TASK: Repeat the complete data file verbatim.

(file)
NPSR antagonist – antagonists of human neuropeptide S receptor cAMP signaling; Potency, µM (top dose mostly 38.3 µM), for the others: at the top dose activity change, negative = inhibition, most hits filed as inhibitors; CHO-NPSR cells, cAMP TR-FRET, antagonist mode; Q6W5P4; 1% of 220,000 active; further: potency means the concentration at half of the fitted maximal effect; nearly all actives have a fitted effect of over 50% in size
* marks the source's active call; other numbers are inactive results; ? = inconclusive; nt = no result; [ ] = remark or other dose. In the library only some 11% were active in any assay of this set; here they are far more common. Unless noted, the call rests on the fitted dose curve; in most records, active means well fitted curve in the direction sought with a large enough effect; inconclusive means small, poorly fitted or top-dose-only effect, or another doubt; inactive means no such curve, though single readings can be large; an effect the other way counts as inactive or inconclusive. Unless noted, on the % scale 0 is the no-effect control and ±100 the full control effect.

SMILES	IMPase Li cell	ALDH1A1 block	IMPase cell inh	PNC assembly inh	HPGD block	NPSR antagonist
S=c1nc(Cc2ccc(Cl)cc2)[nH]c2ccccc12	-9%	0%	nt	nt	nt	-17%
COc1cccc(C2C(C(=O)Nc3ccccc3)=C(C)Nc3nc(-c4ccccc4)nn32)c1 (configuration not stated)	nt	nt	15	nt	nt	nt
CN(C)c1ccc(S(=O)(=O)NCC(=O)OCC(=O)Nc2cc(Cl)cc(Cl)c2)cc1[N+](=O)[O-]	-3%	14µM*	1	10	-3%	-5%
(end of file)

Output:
NPSR antagonist – antagonists of human neuropeptide S receptor cAMP signaling; Potency, µM (top dose mostly 38.3 µM), for the others: at the top dose activity change, negative = inhibition, most hits filed as inhibitors; CHO-NPSR cells, cAMP TR-FRET, antagonist mode; Q6W5P4; 1% of 220,000 active; further: potency means the concentration at half of the fitted maximal effect; nearly all actives have a fitted effect of over 50% in size
* marks the source's active call; other numbers are inactive results; ? = inconclusive; nt = no result; [ ] = remark or other dose. In the library only some 11% were active in any assay of this set; here they are far more common. Unless noted, the call rests on the fitted dose curve; in most records, active means well fitted curve in the direction sought with a large enough effect; inconclusive means small, poorly fitted or top-dose-only effect, or another doubt; inactive means no such curve, though single readings can be large; an effect the other way counts as inactive or inconclusive. Unless noted, on the % scale 0 is the no-effect control and ±100 the full control effect.

SMILES	IMPase Li cell	ALDH1A1 block	IMPase cell inh	PNC assembly inh	HPGD block	NPSR antagonist
S=c1nc(Cc2ccc(Cl)cc2)[nH]c2ccccc12	-9%	0%	nt	nt	nt	-17%
COc1cccc(C2C(C(=O)Nc3ccccc3)=C(C)Nc3nc(-c4ccccc4)nn32)c1 (configuration not stated)	nt	nt	15	nt	nt	nt
CN(C)c1ccc(S(=O)(=O)NCC(=O)OCC(=O)Nc2cc(Cl)cc(Cl)c2)cc1[N+](=O)[O-]	-3%	14µM*	1	10	-3%	-5%